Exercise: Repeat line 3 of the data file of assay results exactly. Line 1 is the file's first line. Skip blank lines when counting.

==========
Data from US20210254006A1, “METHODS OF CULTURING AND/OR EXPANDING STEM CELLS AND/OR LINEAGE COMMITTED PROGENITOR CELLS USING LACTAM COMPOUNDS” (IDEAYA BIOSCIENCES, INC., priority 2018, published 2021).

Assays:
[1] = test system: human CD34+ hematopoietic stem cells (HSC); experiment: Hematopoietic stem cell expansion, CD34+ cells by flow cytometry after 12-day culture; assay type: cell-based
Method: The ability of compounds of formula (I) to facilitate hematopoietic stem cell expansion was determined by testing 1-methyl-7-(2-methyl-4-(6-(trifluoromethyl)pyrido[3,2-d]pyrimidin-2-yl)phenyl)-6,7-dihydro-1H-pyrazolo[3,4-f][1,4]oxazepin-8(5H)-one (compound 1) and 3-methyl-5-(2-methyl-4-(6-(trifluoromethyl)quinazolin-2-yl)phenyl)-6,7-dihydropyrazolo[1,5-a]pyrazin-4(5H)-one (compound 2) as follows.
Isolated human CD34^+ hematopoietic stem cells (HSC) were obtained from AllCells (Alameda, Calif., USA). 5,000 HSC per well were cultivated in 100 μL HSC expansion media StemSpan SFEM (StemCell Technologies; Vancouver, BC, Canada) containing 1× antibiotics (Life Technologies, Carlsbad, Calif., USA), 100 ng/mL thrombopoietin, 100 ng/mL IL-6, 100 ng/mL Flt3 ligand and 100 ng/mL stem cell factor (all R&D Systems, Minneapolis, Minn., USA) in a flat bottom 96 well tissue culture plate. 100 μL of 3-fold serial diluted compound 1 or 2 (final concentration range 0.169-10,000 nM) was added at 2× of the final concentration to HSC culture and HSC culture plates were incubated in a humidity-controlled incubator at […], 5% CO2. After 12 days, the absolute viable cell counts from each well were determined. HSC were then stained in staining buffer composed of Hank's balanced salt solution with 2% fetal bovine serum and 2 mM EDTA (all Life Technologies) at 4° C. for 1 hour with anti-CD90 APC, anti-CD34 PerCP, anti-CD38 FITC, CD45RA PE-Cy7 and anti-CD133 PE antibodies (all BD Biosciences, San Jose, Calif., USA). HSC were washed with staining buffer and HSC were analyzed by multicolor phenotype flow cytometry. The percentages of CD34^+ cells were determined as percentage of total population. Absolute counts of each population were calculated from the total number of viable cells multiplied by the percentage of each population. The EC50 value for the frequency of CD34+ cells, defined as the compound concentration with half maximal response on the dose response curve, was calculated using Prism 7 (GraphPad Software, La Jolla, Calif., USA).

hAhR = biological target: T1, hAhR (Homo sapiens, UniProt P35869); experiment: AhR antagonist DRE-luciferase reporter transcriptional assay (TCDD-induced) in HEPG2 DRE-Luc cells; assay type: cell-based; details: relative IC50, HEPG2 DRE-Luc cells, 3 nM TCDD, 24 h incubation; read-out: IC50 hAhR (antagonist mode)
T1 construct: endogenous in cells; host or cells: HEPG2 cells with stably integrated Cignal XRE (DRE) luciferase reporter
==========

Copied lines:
[1] = test system: human CD34+ hematopoietic stem cells (HSC); experiment: Hematopoietic stem cell expansion, CD34+ cells by flow cytometry after 12-day culture; assay type: cell-based